Abstract

Single room isolation is an essential part of transmission-based precautions for the purpose of infection prevention. Literature demonstrates that adults subjected to isolation precautions can experience loneliness, depression, feelings of stigma and confinement. The paediatric literature regarding the experience of isolation focuses on the parental perspective, or children with specific conditions, thereby having limited transferability to the general paediatric ward.

This study explored the experiences of children and young people in single room isolation whilst in hospital. Social constructivism was the underpinning philosophy, using a narrative inquiry method. Within this thesis the experiences of children in isolation were explored from the perspectives of the child (n=8), parents (n=11) and staff (n=21), recruiting participants from wards in a children’s hospital in the UK. Data were collected between 2011 and 2015 using retrospective interviews and video diaries. This timeframe allowed for adaptation of data collection methods in response to slow recruitment of children to the study.

The data were analysed using narrative analysis, with findings contributing important insights into the child’s experience of isolation whilst in hospital. Three themes were identified: control, community and coping. Control refers to the child’s feelings of control in relation to their illness and the environment of the isolation room, both of which varied according to familiarity with the ward and with being hospitalised. The theme of community encompasses the times when in isolation the child wanted social interaction or time away from the community of the hospital ward, and also the social contact of their family and peers outside of the hospital for distraction and alleviation of boredom. Coping denotes the ways in which the children understood their need for isolation and how they managed their time in isolation through distraction, parental presence and control of the space in the isolation room. This research makes a unique contribution to the field, in relation to the topic of the child’s experience of isolation, and also through the incidental findings regarding data collection methods in research studied with children within hospital. Although this study cannot give one structured approach to providing care for children in isolation, it encourages practitioners to consider the children’s narratives from this study within their own clinical setting and individualise care according to their needs.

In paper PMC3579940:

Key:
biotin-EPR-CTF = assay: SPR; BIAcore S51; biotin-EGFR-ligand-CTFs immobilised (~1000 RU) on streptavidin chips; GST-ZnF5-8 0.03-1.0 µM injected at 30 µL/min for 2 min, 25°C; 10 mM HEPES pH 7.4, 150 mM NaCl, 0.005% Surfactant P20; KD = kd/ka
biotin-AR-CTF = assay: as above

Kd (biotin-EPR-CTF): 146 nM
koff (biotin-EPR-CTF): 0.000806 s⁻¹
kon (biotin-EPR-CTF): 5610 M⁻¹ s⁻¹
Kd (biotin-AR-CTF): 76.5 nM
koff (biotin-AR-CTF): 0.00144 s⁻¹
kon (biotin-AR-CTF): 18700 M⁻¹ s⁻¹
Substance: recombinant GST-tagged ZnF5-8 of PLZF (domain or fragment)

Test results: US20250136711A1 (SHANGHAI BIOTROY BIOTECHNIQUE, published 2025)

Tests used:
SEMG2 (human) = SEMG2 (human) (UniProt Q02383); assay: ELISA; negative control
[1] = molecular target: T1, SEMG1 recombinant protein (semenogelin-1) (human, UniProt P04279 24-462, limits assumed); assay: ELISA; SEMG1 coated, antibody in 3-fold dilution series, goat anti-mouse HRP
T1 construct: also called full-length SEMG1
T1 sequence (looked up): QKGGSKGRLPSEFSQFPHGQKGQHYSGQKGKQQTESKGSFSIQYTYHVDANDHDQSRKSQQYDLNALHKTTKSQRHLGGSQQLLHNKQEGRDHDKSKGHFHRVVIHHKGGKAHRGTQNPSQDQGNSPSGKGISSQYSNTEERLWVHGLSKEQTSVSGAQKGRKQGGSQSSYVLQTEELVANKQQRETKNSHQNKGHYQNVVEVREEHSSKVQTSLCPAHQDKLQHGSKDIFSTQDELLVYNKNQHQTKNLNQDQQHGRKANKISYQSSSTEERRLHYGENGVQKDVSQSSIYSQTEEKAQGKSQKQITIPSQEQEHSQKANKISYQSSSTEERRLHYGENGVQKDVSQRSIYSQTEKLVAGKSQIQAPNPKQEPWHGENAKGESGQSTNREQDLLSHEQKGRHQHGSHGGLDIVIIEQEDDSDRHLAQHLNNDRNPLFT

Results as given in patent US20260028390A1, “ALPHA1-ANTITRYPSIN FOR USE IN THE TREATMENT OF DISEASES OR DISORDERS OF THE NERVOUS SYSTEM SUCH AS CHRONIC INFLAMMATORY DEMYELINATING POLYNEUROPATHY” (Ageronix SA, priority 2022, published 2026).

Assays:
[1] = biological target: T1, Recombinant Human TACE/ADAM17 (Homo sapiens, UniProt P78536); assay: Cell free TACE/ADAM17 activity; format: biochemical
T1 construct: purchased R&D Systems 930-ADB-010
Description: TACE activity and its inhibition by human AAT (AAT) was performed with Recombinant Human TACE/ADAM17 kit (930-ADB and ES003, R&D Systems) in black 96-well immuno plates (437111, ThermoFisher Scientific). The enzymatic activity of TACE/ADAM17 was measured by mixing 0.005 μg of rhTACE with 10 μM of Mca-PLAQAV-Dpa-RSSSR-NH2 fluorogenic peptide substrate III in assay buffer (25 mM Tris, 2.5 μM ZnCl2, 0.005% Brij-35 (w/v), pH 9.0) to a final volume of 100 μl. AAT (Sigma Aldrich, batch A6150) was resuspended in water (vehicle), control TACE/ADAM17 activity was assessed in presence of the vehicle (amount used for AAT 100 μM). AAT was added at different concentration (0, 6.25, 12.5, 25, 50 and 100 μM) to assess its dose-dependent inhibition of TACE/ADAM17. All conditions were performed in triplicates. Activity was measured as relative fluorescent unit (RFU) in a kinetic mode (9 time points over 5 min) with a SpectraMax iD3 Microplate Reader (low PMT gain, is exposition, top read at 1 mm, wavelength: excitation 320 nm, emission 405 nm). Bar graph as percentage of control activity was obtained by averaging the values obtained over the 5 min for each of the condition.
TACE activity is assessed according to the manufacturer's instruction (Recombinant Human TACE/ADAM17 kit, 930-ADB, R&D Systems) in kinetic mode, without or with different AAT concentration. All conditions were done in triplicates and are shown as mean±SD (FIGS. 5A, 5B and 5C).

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1. PhD Thesis Donna Austin July 2020 - Version of Record
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More information

Published date: July 2020

Identifiers

Local EPrints ID: 447688
URI: http://eprints.soton.ac.uk/id/eprint/447688
PURE UUID: 7889ce08-7aab-4f8e-bba7-a3febe8f95e8
ORCID for Jacqui Prieto: ORCID iD orcid.org/0000-0002-5524-6775

Catalogue record

Date deposited: 18 Mar 2021 17:45
Last modified: 13 Dec 2021 02:52

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Contributors

Author: Donna Austin
Thesis advisor: Jacqui Prieto ORCID iD